If we seed our random number generator with a non-predictable value generated by the blockchain, such as the block id of the block containing a Steem Monsters pack purchase transaction, and publish the code for choosing the cards in each pack, then anyone would be able to verify that the pack contents were generated via a pre-published algorithm.
In this way, if we were to ever change that algorithm to do something like give ourselves lots of valuable cards, then anyone could see that we were doing that and everyone would likely lose faith in the game and we would lose our reputations within the Steem community.
One thing I would like to note here is that we are currently using the transaction ID of the purchase transfer transaction to seed our random number generator to generate card packs. Since I found out that the transaction ID can be pre-determined, it is not secure, and therefore I have not released the algorithm for generating the cards to prevent anyone from being able to cheat the system.
But, this means that once we switch to a more secure method, we can then release the original pack generation algorithm which will allow anyone to go back and verify that all the packs that were generated in the past were done fairly and properly.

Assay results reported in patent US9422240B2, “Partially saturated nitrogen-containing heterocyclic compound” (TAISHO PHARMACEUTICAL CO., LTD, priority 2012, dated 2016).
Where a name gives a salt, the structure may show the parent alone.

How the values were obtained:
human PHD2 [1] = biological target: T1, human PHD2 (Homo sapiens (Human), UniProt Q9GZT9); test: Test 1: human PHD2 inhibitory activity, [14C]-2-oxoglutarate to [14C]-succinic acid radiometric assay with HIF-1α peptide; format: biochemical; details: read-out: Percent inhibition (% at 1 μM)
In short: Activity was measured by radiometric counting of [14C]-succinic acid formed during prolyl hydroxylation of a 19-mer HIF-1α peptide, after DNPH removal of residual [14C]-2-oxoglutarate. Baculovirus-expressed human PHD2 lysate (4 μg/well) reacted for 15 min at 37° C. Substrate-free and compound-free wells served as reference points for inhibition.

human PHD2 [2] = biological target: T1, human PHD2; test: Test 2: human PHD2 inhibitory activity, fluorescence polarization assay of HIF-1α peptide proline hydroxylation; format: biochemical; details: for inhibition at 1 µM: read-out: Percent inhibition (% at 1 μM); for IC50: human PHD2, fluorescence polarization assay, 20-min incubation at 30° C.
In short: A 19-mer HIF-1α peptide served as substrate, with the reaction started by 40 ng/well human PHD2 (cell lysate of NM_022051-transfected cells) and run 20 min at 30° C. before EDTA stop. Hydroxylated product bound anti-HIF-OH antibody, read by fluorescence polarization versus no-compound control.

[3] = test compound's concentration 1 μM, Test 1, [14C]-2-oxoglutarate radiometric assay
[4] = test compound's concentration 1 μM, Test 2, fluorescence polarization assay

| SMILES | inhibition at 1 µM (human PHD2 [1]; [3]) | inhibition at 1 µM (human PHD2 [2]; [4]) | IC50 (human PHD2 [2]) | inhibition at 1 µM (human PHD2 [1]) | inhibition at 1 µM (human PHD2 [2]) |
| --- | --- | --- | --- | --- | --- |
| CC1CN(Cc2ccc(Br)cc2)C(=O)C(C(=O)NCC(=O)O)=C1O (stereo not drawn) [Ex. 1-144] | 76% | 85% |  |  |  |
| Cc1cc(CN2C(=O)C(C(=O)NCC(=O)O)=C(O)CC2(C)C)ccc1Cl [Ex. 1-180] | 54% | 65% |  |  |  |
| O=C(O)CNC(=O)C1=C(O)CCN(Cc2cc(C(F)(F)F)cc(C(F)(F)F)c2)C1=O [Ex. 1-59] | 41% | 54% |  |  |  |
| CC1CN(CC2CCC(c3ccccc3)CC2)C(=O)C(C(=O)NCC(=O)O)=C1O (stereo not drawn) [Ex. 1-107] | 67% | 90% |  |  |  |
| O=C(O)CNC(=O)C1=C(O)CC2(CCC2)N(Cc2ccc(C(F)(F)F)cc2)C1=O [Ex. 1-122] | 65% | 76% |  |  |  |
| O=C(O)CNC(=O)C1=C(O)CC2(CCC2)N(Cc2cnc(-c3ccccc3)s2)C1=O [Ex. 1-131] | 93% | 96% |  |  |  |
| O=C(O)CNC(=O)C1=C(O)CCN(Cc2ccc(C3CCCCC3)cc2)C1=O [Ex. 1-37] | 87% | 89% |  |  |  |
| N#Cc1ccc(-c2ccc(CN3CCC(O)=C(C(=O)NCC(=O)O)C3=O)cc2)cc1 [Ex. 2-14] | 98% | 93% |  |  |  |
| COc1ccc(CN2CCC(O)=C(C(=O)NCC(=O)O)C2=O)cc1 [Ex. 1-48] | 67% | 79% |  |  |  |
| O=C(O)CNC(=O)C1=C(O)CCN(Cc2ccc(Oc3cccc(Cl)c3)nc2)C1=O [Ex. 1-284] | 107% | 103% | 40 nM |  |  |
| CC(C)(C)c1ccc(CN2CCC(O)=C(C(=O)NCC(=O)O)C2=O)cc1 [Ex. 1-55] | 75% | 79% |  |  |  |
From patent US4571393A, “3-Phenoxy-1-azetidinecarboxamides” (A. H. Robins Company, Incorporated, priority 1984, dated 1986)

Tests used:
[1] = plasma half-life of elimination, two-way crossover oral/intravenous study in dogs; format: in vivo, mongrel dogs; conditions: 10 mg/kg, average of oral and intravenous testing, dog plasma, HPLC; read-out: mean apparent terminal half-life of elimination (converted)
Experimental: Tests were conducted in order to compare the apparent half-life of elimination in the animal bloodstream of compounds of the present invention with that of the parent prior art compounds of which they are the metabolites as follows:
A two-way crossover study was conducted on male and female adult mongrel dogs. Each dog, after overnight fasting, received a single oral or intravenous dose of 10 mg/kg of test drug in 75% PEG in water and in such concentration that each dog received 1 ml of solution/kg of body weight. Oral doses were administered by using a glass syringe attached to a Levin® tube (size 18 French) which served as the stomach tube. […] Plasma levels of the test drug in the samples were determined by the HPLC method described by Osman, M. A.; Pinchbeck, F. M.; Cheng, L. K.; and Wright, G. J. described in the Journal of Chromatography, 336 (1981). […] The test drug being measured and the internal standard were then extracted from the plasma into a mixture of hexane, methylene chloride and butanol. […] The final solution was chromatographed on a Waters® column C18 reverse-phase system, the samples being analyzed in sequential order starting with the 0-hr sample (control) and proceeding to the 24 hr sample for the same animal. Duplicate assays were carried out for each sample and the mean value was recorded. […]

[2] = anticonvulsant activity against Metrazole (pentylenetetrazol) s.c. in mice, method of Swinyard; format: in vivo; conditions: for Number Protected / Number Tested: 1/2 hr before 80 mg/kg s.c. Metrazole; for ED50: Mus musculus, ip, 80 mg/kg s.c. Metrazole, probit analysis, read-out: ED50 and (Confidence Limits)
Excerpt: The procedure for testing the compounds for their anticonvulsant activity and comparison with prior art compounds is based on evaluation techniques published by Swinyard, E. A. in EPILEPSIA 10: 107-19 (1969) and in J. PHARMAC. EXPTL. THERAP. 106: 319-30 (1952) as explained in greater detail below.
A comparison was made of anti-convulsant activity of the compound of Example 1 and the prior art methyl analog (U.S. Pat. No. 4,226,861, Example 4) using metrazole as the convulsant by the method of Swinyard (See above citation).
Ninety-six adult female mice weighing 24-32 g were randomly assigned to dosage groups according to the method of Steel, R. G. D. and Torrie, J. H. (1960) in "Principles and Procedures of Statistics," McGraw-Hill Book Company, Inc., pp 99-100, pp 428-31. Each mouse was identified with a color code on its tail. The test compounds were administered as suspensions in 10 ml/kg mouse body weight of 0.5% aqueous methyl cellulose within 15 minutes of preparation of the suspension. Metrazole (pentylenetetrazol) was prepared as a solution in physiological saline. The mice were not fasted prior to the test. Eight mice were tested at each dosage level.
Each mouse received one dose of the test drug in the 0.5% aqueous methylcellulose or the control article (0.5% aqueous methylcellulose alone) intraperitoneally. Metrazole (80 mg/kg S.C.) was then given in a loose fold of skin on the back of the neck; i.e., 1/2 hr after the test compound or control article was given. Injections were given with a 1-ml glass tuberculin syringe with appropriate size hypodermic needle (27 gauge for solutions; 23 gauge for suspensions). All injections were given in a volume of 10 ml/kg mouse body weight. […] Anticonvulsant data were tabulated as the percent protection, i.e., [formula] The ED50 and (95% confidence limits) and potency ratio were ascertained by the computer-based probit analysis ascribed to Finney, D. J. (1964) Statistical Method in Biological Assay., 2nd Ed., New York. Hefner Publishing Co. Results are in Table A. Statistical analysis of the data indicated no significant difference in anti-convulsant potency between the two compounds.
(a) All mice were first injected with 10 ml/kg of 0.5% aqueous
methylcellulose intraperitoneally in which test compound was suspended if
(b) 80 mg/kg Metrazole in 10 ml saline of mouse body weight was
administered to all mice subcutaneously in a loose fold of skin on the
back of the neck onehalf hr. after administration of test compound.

The same thing can and will be implemented for the battle system once that is released. Just like with pack generation, this will allow anyone to verify that all fights are run in a fair manner, even though the actual code executes on private servers.
Figuring this out as we go...
The tl;dr version of this is that as long as everything that happens is published on an immutable, public ledger, then a fully decentralized, custom application can be achieved without the use of blockchain-level smart contracts by utilizing "soft" consensus and implementing verifiable code execution.
Of course, I've never actually done this before, and it hasn't been done on the Steem blockchain before in any serious way that I'm aware of, so as the section heading says - we are just figuring this out as we go!
There will be bugs, there will be issues, and things will change over time (hopefully for the better), and we really appreciate all of the patience and support from the community as we try to build something that's both groundbreaking for the platform, and lots of fun to play!
Most importantly though, we really value the input from all of you! So, if you feel that I've gotten any of this wrong (which is entirely possible), please let me know, and I'm happy to work together to make sure we get it right!
Banner art by @nateaguila ...except I just added the Steem Monsters logo in the middle :-)